To J. S.
More softly round the open wold,
And gently comes the world to those
That are cast in gentle mould.
Or else I had not dared to flow
In these words toward you, and invade
Even with a verse your holy woe.
Those in whose laps our limbs are nursed,
Fall into shadow, soonest lost:
Those we love first are taken first.
He lends us; but, when love is grown
To ripeness, that on which it throve
Falls off, and love is left alone.
In grief I am not all unlearn'd;
Once thro' mine own doors Death did pass;
One went, who never hath return'd.
Once more. Two years his chair is seen
Empty before us. That was he
Without whose life I had not been.
Rose with you thro' a little arc
Of heaven, nor having wander'd far
Shot on the sudden into dark.
I honour and his living worth:
A man more pure and bold and just
Was never born into the earth.
Since that dear soul hath fall'n asleep.
Great Nature is more wise than I:
I will not tell you not to weep.
Drawn from the spirit thro' the brain,
I will not even preach to you,
"Weep, weeping dulls the inward pain."
She loveth her own anguish deep
More than much pleasure. Let her will
Be done—to weep or not to weep.
Of Death is blown in every wind;"
For that is not a common chance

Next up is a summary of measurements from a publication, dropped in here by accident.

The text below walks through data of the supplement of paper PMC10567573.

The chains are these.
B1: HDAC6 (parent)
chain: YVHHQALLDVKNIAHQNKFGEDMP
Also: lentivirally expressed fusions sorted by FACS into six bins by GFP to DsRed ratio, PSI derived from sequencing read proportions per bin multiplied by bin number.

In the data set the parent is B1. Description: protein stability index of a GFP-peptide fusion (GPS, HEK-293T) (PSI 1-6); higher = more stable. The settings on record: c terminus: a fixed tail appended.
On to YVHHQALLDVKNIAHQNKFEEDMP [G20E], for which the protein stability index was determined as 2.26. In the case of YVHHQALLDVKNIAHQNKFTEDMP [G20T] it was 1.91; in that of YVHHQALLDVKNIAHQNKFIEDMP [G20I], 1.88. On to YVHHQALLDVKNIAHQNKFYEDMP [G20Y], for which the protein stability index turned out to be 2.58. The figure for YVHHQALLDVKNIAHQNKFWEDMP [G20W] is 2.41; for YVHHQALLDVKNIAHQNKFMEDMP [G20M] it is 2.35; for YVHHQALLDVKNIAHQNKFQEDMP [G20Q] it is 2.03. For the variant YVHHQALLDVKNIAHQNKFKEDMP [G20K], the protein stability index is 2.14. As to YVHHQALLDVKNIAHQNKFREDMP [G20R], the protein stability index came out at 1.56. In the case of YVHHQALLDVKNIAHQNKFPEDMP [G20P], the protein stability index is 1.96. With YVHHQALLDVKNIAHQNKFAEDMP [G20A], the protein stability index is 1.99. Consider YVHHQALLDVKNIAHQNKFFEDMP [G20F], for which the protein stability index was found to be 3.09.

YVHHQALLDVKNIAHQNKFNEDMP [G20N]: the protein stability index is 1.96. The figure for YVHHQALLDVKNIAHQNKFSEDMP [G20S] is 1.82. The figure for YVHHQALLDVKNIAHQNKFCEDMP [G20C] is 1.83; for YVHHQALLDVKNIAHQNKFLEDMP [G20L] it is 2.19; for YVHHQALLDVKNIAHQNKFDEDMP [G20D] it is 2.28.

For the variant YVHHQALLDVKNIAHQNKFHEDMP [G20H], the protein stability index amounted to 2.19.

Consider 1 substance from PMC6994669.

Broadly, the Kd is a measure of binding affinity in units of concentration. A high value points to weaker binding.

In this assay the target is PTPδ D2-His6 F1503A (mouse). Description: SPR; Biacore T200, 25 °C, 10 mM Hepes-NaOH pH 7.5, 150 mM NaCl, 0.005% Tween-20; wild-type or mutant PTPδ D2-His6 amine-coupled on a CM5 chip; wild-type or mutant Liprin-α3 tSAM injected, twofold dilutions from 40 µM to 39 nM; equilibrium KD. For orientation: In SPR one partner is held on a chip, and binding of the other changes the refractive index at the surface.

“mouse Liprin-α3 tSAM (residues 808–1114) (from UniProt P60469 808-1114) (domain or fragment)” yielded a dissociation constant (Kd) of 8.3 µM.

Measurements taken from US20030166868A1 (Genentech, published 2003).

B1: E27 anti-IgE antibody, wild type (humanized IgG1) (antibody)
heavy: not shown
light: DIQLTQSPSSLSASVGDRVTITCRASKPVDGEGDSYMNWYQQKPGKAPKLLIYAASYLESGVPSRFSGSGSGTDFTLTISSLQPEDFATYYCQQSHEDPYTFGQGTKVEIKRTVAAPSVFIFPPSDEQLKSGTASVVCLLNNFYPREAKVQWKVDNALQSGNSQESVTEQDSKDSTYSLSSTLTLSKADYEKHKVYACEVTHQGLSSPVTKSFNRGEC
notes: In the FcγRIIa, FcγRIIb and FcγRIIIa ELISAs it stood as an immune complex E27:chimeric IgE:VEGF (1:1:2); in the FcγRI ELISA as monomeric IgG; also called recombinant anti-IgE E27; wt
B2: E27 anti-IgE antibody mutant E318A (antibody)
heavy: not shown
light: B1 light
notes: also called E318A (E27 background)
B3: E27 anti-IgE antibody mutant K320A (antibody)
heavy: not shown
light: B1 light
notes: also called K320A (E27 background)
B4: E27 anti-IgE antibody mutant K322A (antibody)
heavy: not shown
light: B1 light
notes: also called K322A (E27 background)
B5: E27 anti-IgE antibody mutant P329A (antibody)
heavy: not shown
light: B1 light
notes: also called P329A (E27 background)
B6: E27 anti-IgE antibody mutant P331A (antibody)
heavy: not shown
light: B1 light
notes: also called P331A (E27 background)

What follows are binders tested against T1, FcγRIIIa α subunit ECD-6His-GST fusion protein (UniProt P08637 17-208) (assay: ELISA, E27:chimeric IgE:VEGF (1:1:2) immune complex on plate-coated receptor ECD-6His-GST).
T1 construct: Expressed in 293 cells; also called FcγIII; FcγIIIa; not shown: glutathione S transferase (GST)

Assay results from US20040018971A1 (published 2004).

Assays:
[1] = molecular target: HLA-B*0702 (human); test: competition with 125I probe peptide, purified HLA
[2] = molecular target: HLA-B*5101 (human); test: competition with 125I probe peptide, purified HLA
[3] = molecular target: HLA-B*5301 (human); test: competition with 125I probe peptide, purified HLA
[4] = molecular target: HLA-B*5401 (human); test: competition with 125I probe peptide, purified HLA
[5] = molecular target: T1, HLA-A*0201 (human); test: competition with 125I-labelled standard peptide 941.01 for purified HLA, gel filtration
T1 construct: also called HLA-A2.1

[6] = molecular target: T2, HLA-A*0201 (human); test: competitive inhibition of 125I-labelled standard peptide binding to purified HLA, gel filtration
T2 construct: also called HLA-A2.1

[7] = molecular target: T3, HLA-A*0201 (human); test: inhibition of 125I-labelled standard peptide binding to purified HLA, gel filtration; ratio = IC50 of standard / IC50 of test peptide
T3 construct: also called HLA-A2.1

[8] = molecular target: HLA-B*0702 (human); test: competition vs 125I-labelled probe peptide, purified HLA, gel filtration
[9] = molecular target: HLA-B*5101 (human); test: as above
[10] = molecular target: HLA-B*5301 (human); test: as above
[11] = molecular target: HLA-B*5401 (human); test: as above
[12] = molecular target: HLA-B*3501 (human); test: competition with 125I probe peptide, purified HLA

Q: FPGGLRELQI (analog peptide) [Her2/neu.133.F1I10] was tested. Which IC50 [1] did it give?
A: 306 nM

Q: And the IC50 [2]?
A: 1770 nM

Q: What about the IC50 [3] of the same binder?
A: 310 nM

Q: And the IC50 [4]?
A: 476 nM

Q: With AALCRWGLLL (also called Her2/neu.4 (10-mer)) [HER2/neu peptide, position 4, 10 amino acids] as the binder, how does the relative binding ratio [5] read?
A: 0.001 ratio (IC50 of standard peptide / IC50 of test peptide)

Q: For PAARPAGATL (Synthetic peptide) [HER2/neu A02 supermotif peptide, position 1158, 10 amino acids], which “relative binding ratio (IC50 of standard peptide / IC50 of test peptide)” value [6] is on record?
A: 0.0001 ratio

That takes away a noble mind.
In all our hearts, as mournful light
That broods above the fallen sun,
And dwells in heaven half the night.
Cast down her eyes, and in her throat
Her voice seem'd distant, and a tear
Dropt on my tablets as I wrote.
How should I soothe you anyway,
Who miss the brother of your youth?
Yet something I did wish to say:
Both are my friends, and my true breast
Bleedeth for both; yet it may be
That only silence suiteth best.
Grief more. 'Twere better I should cease;
Although myself could almost take
The place of him that sleeps in peace.
Sleep, holy spirit, blessed soul,
While the stars burn, the moons increase,
And the great ages onward roll.
Nothing comes to thee new or strange.
Sleep full of rest from head to feet;
Lie still, dry dust, secure of change.